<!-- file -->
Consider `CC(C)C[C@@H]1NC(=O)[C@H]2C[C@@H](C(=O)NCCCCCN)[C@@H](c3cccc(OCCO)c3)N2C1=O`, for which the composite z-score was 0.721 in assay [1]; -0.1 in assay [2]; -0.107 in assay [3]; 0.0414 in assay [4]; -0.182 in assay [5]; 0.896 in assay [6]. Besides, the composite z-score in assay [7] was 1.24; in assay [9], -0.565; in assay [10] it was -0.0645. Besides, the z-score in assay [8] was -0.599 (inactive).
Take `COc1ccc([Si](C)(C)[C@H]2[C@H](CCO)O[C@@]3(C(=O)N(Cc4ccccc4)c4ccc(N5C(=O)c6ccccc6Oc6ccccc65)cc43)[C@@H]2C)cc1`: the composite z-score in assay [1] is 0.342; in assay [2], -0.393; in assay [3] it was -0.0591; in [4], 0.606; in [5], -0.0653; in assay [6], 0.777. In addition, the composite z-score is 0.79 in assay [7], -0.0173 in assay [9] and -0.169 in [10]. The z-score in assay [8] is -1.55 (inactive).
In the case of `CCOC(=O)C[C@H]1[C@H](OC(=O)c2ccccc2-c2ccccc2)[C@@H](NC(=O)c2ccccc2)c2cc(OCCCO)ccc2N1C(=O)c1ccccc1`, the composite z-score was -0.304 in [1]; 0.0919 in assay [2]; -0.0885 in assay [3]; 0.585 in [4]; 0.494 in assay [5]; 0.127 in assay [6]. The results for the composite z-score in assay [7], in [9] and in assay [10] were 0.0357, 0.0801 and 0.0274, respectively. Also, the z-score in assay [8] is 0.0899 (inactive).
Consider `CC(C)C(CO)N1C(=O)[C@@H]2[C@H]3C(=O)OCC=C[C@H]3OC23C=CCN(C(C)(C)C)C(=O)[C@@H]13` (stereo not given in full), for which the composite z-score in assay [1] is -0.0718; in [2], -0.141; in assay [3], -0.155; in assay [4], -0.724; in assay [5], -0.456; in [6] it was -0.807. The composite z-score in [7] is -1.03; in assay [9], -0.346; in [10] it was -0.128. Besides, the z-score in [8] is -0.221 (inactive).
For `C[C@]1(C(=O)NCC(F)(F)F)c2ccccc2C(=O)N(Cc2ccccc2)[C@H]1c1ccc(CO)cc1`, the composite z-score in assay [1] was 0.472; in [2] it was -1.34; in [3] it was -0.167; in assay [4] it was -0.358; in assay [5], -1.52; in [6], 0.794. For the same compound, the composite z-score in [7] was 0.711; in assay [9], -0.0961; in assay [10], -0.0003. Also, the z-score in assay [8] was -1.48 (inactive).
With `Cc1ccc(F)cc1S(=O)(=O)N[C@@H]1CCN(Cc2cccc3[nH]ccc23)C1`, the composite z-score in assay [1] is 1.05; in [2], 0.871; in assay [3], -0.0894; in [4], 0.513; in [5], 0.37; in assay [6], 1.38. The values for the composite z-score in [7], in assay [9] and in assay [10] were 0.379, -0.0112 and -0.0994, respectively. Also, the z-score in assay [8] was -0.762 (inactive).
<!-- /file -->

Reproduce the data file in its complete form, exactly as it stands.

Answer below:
Consider `CC(C)C[C@@H]1NC(=O)[C@H]2C[C@@H](C(=O)NCCCCCN)[C@@H](c3cccc(OCCO)c3)N2C1=O`, for which the composite z-score was 0.721 in assay [1]; -0.1 in assay [2]; -0.107 in assay [3]; 0.0414 in assay [4]; -0.182 in assay [5]; 0.896 in assay [6]. Besides, the composite z-score in assay [7] was 1.24; in assay [9], -0.565; in assay [10] it was -0.0645. Besides, the z-score in assay [8] was -0.599 (inactive).
Take `COc1ccc([Si](C)(C)[C@H]2[C@H](CCO)O[C@@]3(C(=O)N(Cc4ccccc4)c4ccc(N5C(=O)c6ccccc6Oc6ccccc65)cc43)[C@@H]2C)cc1`: the composite z-score in assay [1] is 0.342; in assay [2], -0.393; in assay [3] it was -0.0591; in [4], 0.606; in [5], -0.0653; in assay [6], 0.777. In addition, the composite z-score is 0.79 in assay [7], -0.0173 in assay [9] and -0.169 in [10]. The z-score in assay [8] is -1.55 (inactive).
In the case of `CCOC(=O)C[C@H]1[C@H](OC(=O)c2ccccc2-c2ccccc2)[C@@H](NC(=O)c2ccccc2)c2cc(OCCCO)ccc2N1C(=O)c1ccccc1`, the composite z-score was -0.304 in [1]; 0.0919 in assay [2]; -0.0885 in assay [3]; 0.585 in [4]; 0.494 in assay [5]; 0.127 in assay [6]. The results for the composite z-score in assay [7], in [9] and in assay [10] were 0.0357, 0.0801 and 0.0274, respectively. Also, the z-score in assay [8] is 0.0899 (inactive).
Consider `CC(C)C(CO)N1C(=O)[C@@H]2[C@H]3C(=O)OCC=C[C@H]3OC23C=CCN(C(C)(C)C)C(=O)[C@@H]13` (stereo not given in full), for which the composite z-score in assay [1] is -0.0718; in [2], -0.141; in assay [3], -0.155; in assay [4], -0.724; in assay [5], -0.456; in [6] it was -0.807. The composite z-score in [7] is -1.03; in assay [9], -0.346; in [10] it was -0.128. Besides, the z-score in [8] is -0.221 (inactive).
For `C[C@]1(C(=O)NCC(F)(F)F)c2ccccc2C(=O)N(Cc2ccccc2)[C@H]1c1ccc(CO)cc1`, the composite z-score in assay [1] was 0.472; in [2] it was -1.34; in [3] it was -0.167; in assay [4] it was -0.358; in assay [5], -1.52; in [6], 0.794. For the same compound, the composite z-score in [7] was 0.711; in assay [9], -0.0961; in assay [10], -0.0003. Also, the z-score in assay [8] was -1.48 (inactive).
With `Cc1ccc(F)cc1S(=O)(=O)N[C@@H]1CCN(Cc2cccc3[nH]ccc23)C1`, the composite z-score in assay [1] is 1.05; in [2], 0.871; in assay [3], -0.0894; in [4], 0.513; in [5], 0.37; in assay [6], 1.38. The values for the composite z-score in [7], in assay [9] and in assay [10] were 0.379, -0.0112 and -0.0994, respectively. Also, the z-score in assay [8] was -0.762 (inactive).